7 Practical Steps To Reduce The Food You Throw Away

Depending on which source you listen to we in the Western world throw away between a third and a half of all the food we buy. There are so many reasons why this is shocking.

First and foremost it takes considerable resources to produce the food we buy. Some is shipped half way round the world. Fertilizers are used. Land is cleared to grow crops on. We live on a planet of finite resources so we simply can’t afford to waste them unnecessarily.

Secondly waste food that is thrown away rots down producing a variety of unpleasant chemicals including methane which is one of the most potent greenhouse gases known.

Finally, on a personal level, we are living through a financial recession where people are losing their jobs, whole countries are getting into debt and we’re all trying to reduce our expenses. Yet we’re still throwing out huge volumes of food that we have paid good money for.

I think therefore it makes sense to examine some of the simple ways in which we can reduce the amount of food which is thrown away and so help both our pockets and the environment along the way.

1) Cook From First Principles

Many of the things we throw away include cakes, biscuits and bread that has gone off in one way or another. Maybe it went dry, maybe it got mouldy; maybe it just reached it’s “best before” date and you decided to get rid of it.

But when you consider the individual ingredients that go into food like this – flour, yeast, salt and suchlike they all have a very long shelf-life until they are actually made into the final recipe.

Therefore learning how to bake your own bread, how to make cakes and so on could mean that you only create what you really need and little or none is wasted. While this will take some extra effort initially you will soon have perfected your recipe and will be able to enjoy delicious fresh bread whenever you want it coupled with the knowledge that you are reducing the amount of food that gets wasted each day.

2) Avoid “Ready” Foods Wherever Possible

In a similar vein, chilled ready-meals such as curries or many premade Chinese foods often have a very short shelf life which can result in lots of waste. Whether they go off at your own home or go off in the supermarket, the fewer of these meals we buy, the fewer will be produced and so the less waste there will be.

Remember that some ready meals are also made from poor quality ingredients and use a lot of packaging so by cutting down on your use of these foods you will be winning on a number of fronts.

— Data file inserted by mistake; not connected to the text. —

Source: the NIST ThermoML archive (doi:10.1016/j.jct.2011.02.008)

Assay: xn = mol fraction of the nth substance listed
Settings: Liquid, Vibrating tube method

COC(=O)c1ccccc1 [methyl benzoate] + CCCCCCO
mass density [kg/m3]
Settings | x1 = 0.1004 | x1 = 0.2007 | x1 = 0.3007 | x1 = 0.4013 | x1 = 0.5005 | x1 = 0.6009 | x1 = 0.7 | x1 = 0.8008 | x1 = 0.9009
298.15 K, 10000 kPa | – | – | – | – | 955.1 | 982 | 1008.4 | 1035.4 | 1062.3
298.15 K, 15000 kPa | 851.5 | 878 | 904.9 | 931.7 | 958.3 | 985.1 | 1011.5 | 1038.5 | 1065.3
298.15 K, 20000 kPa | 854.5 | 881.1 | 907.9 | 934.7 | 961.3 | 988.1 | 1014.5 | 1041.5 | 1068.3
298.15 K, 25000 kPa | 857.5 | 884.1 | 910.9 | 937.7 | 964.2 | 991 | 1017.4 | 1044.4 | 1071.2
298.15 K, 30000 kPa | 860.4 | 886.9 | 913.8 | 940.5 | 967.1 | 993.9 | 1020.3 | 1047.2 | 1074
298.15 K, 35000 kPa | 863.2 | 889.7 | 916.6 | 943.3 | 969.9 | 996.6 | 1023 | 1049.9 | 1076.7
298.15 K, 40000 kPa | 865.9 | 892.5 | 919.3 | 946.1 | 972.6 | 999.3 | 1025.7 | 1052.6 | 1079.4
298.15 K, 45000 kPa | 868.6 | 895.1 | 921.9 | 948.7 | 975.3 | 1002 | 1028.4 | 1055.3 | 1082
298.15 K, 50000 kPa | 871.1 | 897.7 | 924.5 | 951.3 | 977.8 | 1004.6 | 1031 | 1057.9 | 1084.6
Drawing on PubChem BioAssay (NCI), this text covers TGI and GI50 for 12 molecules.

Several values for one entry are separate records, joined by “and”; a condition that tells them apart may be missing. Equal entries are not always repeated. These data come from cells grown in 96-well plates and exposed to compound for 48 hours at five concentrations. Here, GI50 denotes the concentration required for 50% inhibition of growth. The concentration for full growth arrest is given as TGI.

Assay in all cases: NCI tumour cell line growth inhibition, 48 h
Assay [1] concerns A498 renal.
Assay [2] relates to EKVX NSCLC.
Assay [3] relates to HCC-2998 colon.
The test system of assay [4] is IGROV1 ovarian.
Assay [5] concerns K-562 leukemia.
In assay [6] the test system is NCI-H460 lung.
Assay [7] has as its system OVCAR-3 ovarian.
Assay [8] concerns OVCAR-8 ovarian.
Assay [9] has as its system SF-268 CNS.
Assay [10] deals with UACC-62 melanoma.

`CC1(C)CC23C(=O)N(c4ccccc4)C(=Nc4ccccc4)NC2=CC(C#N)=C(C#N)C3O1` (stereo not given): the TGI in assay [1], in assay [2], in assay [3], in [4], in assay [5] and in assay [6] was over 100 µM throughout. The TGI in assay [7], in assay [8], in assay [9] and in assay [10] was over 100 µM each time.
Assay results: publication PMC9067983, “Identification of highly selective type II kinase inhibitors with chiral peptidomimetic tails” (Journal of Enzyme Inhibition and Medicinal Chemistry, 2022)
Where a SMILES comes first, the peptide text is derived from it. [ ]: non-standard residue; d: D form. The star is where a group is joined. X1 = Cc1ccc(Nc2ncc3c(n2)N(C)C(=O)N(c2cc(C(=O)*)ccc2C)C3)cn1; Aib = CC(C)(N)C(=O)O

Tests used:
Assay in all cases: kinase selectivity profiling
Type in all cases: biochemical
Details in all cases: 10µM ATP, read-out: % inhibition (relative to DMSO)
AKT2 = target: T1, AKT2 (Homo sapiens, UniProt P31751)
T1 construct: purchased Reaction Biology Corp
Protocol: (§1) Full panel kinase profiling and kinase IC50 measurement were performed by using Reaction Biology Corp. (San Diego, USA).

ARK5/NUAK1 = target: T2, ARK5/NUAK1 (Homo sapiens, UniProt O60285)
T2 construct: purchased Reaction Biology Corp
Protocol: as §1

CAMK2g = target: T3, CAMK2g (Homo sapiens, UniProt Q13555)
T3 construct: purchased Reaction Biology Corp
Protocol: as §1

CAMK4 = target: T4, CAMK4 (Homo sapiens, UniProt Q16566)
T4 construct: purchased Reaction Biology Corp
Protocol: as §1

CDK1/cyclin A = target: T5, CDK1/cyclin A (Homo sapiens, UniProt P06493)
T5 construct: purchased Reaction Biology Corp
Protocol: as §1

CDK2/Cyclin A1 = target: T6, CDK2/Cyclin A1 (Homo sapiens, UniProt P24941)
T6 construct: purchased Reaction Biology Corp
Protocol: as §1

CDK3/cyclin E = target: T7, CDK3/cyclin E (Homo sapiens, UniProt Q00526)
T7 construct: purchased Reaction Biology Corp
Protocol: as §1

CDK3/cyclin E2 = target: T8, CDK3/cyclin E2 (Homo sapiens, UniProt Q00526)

3) Learn To Preserve Food

Drying, pickling, canning, jam making, freezing and so on can all help you to increase the life of food. For example fruit can be made into jam or frozen and I recently read about someone who freezes their over ripe bananas rather than throwing them away, then puts them into a food processor with some milk to create the ultimate milkshake.

In a similar way buying food that has been prepared in these ways will also extend their shelf life. Buying frozen meat, for example, rather than meat from the chiller can be kept far longer.

4) Grow Your Own Food

If you grow your own food you have the ability to not only harvest only what you need – where many fruits and vegetables will be fine left on the plant for weeks or even months afterwards – but any excess which might go to waste can be given away or swapped with other people who also grow their own food.

Salads are a good example whereby you can pick just one lettuce, some radishes and so on for your dinner and when you need some more you just dig a little more up rather than having it go off in your fridge.

5) Pay Attention To Best Before Dates

If you buy foods with best before dates, try to keep track of these wherever possible. Place the best before dates onto a calendar in the kitchen so you can easily see which foods need to be eaten when and arrange your cooking to accommodate those.

6) Build A Compost Heap

No matter how hard you try it is likely that at least a small amount of food will be wasted so rather than sending it to landfill, why not consider buying a digester and building a compost heap so that you can recycle unwanted food into mineral-rich compost to use on your veggie plot?

7) Get Involved In A Local Food Sharing Initiative

There are a number of charities who collect and distribute unwanted foods from a variety of sources and getting involved in these collectives not only gives you an opportunity to reduce food wastage but also to feed the needy who might otherwise have gone hungry.

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3 thoughts on “7 Practical Steps To Reduce The Food You Throw Away

  1. Great post!

    Leftovers from prepared meals can be saved in portion-sized containers and frozen for future meals. I do the same with leftover soups.

    Overripe bananas can be used to make banana bread, too. An excess of carrots or zucchini can be shredded and used in breads or muffins.

    The hardest thing for me sometimes is to calculate fruits and vegetables. Any surplus of fruit in the fridge can be juiced or made into smoothies. Veggies can be made into mixed salads or tossed into a stir fry.

    It's pretty hard to be 100% efficient, and I do find that I feel a lot less guilty when I find an ancient stash of radishes or some other fruit or veggie that's gone bad and I can toss it in the compost rather than the trash. At least it's going to be converted into something useful!

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